Thursday, March 28, 2013


I've asked Michael to post about the long journey required to write his best-selling memoir, The Atomic Times:

By Michael Harris

Three-eyed fish swimming in the lagoon.  Men whose toenails glow in the dark.  Operation Redwing where the F words were Fallout and Fireball. In 1956, I was an army draftee sent to the Marshall Islands to watch 17 H-bomb tests. An "observer," the Army called it. In plain English: a human guinea pig.

I knew at the time that the experience could make a fascinating book, and I wrote a novel based on it while I was still there. The problem was that Eniwetok was a security post. There were signs everywhere impressing on us that the work going on (I mopped floors, typed, filed requisitions and wrote movie reviews for the island newspaper “All the news that fits we print”) was Top Secret. “What you do here, what you see here, what you hear here, when you leave here leave it here.”

I was afraid they would confiscate the manuscript if they found it but a buddy who left Eniwetok before I did concealed the pages in his luggage. When he got back to the States, he mailed those pages to my father so I had what turned out to be a very rough draft.

What was wrong with the book?  Let me count the ways.  I didn’t know how to write action, plot and character.  I did know how to leave out everything interesting that was happening  around me. Back in the States after my discharge, I thought about writing Version #2 but for ten years, I had nightmares about the H-bomb almost every night.  I survived the radiation (unlike some of my friends), but the memories were also a formidable foe.  I tried to forget and more or less succeeded.

My perspective gradually changed over the years and I began to remember what I had tried to forget:
  • We were told we had to wear high density goggles during the tests to avoid losing our sight but the shipment of goggles never arrived—the requisition was cancelled to make room for new furniture for the colonel's house.
  • We were told we had to stand with our backs to the blast—again to prevent blindness. But the first H-bomb ever dropped from a plane missed its target, and the detonation took place in front of us and our unprotected eyes.
  • Servicemen were sent to Ground Zero wearing only shorts and sneakers and worked side by side with scientists dressed in RadSafe suits. The exposed military men developed severe radiation burns and many died.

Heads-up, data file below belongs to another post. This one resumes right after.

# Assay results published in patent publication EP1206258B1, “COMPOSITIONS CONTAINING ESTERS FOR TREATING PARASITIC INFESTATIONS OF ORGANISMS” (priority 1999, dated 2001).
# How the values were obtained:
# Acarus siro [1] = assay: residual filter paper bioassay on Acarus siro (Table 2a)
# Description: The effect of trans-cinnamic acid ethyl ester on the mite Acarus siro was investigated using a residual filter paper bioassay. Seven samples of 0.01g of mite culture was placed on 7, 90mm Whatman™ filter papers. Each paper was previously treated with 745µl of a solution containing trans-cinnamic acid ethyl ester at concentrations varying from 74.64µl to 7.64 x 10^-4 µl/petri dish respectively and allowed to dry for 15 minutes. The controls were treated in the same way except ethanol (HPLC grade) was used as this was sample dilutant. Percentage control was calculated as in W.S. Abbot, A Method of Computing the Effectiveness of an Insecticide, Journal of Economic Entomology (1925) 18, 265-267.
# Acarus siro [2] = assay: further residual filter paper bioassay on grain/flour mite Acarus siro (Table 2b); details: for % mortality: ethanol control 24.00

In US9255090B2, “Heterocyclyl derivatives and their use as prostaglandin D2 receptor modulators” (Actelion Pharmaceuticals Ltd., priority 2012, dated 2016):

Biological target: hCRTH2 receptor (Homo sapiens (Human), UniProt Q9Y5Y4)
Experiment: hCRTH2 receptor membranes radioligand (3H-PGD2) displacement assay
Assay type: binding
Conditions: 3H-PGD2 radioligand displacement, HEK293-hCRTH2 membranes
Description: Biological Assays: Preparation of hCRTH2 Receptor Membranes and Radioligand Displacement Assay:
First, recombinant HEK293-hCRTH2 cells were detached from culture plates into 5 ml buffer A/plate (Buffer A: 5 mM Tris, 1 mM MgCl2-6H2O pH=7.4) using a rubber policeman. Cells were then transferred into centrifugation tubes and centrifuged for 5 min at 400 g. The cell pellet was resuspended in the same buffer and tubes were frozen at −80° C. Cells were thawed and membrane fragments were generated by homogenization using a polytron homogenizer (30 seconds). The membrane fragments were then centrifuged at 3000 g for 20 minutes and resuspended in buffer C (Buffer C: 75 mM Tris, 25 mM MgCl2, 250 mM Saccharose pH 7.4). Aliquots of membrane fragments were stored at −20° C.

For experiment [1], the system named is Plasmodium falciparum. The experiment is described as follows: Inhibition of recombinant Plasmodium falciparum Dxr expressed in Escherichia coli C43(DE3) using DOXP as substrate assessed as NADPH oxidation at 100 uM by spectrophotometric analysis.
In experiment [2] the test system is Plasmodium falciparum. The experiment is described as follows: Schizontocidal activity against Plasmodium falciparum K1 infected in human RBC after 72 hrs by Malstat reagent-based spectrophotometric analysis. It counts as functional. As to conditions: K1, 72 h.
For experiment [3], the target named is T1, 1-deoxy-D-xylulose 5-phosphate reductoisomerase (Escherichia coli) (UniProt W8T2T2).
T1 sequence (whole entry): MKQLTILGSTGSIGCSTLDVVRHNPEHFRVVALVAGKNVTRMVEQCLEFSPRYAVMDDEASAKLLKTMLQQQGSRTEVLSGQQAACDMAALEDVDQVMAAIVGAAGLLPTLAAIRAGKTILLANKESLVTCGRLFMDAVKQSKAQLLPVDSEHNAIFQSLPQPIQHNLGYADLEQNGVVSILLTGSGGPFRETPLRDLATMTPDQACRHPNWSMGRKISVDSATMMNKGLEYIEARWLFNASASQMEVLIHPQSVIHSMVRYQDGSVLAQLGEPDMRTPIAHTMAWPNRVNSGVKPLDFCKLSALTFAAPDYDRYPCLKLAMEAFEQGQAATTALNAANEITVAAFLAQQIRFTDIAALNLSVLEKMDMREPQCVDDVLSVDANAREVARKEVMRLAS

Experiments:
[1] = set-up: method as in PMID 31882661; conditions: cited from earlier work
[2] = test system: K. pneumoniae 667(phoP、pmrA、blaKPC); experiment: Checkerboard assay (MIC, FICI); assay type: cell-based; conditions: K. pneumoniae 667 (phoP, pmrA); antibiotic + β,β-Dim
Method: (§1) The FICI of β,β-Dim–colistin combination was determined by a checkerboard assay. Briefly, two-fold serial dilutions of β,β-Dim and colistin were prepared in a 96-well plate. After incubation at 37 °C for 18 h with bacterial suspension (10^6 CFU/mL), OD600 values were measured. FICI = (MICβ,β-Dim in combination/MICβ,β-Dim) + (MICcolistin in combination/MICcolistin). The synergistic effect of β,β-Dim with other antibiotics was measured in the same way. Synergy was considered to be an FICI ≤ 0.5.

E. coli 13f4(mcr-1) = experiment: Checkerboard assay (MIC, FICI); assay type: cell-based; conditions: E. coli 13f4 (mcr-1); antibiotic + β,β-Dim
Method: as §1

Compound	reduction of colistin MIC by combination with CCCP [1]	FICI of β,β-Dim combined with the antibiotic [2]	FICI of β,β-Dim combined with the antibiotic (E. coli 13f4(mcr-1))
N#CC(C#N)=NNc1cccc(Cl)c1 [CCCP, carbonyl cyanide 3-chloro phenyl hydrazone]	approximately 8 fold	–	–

The big breakthrough came when enough years had passed and I had overcome the anger and the self-pity resulting from the knowledge that I and the men who served with me had been used as guinea pigs in a recklessly dangerous and potentially deadly experiment. At last I had the perspective to understand my nuclear year in its many dimensions and capture the tragedy and the black humor that came along with 17 H-bomb explosions. In addition,  certain significant external realities had changed.
  • Top Secret documents about Operation Redwing had been declassified.  I learned new details about the test known as Tewa:  the fallout lasted for three days and the radiation levels exceeded 3.9 Roentgens, the MPE (Maximum Permissible Exposure).  Three ships were rushed to Eniwetok to evacuate personnel but were ordered back after the military raised the MPE to 7.  That, they reasoned, ensured everyone's safety.
  • I made contact with other atomic veterans who told me about their own experiences and in some cases sent me copies of letters written to their families during the tests.  As we talked, we also laughed:  about officers who claimed Eniwetok was a one year paid vacation;  about the officer who guarded the political purity of the daily island newspaper by deleting "pinko propaganda," including a speech by President Eisenhower.
  • By now, Ruth knew the material almost as well as I did and provided crucial perspective and detailed editing expertise.

At last, I was able to pull all the strands together.  After 50 years, I was able write the book I had wanted to in the beginning.

Having struggled to write a memoir for so long and having been asked for advice by others contemplating writing a memoir, I can pass along a bit of what I learned along the way. 
  • Make sure you have enough distance from the experience to have perspective on what happened.   Exposure to radiation and the resulting reactions—anger, terror, incredulity—produce powerful emotions that take time  to process.
  • Figure out how to use (or keep away) from your own intense feelings.  In the case of the H-Bomb tests, anger and self-pity were emotions to stay away from.  So was the hope of somehow getting “revenge.”
  • Sometimes the unexpected works. For me, finding humor in a tragic situation—  the abject military incompetence in planning and executing the H-Bomb tests—freed my memory and allowed me to write about horrific experiences.
  • Figure out (most likely by trial and error) how much or how little of yourself you want to reveal.
"A gripping memoir leavened by humor, loyalty and pride of accomplishment. A tribute to the resilience, courage and patriotism of the American soldier." Henry Kissinger


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